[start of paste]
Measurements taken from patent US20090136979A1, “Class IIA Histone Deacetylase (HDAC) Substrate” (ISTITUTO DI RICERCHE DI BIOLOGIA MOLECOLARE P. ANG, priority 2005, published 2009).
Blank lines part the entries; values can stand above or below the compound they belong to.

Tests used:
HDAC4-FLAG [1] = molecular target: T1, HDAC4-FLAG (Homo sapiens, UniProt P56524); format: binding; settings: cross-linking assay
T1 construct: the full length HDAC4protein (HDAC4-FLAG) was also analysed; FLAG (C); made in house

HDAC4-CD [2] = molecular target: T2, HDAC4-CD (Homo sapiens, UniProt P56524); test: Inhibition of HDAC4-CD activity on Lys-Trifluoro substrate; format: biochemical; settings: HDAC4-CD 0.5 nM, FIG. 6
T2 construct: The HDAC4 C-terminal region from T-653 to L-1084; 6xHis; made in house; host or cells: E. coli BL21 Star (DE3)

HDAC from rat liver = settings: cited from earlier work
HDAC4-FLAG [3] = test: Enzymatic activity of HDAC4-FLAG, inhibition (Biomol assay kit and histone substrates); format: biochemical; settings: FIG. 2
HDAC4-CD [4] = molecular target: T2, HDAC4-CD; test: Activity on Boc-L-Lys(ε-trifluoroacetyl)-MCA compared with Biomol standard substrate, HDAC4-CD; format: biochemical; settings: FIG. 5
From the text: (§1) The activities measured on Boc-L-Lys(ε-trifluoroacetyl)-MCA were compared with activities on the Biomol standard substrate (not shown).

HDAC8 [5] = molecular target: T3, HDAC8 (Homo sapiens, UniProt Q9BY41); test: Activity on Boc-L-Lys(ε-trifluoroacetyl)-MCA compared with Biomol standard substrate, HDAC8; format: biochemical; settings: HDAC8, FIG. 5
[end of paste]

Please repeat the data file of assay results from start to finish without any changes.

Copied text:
Measurements taken from patent US20090136979A1, “Class IIA Histone Deacetylase (HDAC) Substrate” (ISTITUTO DI RICERCHE DI BIOLOGIA MOLECOLARE P. ANG, priority 2005, published 2009).
Blank lines part the entries; values can stand above or below the compound they belong to.

Tests used:
HDAC4-FLAG [1] = molecular target: T1, HDAC4-FLAG (Homo sapiens, UniProt P56524); format: binding; settings: cross-linking assay
T1 construct: the full length HDAC4protein (HDAC4-FLAG) was also analysed; FLAG (C); made in house

HDAC4-CD [2] = molecular target: T2, HDAC4-CD (Homo sapiens, UniProt P56524); test: Inhibition of HDAC4-CD activity on Lys-Trifluoro substrate; format: biochemical; settings: HDAC4-CD 0.5 nM, FIG. 6
T2 construct: The HDAC4 C-terminal region from T-653 to L-1084; 6xHis; made in house; host or cells: E. coli BL21 Star (DE3)

HDAC from rat liver = settings: cited from earlier work
HDAC4-FLAG [3] = test: Enzymatic activity of HDAC4-FLAG, inhibition (Biomol assay kit and histone substrates); format: biochemical; settings: FIG. 2
HDAC4-CD [4] = molecular target: T2, HDAC4-CD; test: Activity on Boc-L-Lys(ε-trifluoroacetyl)-MCA compared with Biomol standard substrate, HDAC4-CD; format: biochemical; settings: FIG. 5
From the text: (§1) The activities measured on Boc-L-Lys(ε-trifluoroacetyl)-MCA were compared with activities on the Biomol standard substrate (not shown).

HDAC8 [5] = molecular target: T3, HDAC8 (Homo sapiens, UniProt Q9BY41); test: Activity on Boc-L-Lys(ε-trifluoroacetyl)-MCA compared with Biomol standard substrate, HDAC8; format: biochemical; settings: HDAC8, FIG. 5